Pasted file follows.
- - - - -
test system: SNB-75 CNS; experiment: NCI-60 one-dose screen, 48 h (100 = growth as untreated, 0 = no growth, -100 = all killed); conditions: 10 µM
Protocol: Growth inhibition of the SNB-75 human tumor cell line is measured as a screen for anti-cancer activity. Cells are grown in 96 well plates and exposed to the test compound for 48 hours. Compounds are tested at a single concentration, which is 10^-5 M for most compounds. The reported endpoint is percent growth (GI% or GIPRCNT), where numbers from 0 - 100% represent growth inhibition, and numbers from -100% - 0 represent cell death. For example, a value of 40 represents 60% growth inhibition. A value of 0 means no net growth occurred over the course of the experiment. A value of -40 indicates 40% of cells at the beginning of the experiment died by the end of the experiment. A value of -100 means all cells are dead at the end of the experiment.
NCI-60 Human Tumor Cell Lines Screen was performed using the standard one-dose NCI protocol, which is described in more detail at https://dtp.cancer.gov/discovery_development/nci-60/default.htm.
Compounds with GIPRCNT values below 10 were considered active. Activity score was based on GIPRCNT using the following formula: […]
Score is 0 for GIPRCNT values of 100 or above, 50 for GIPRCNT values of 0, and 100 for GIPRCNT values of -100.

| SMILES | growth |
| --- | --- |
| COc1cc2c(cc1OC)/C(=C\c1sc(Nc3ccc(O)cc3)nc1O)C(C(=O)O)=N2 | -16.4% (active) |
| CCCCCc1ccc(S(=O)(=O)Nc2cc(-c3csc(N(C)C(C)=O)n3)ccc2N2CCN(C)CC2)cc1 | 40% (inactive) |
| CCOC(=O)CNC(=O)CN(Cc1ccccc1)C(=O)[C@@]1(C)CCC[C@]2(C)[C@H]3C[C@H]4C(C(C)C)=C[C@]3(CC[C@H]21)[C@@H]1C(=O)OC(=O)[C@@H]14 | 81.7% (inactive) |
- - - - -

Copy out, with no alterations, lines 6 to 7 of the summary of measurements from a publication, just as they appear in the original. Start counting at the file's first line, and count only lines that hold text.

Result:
| SMILES | growth |
| --- | --- |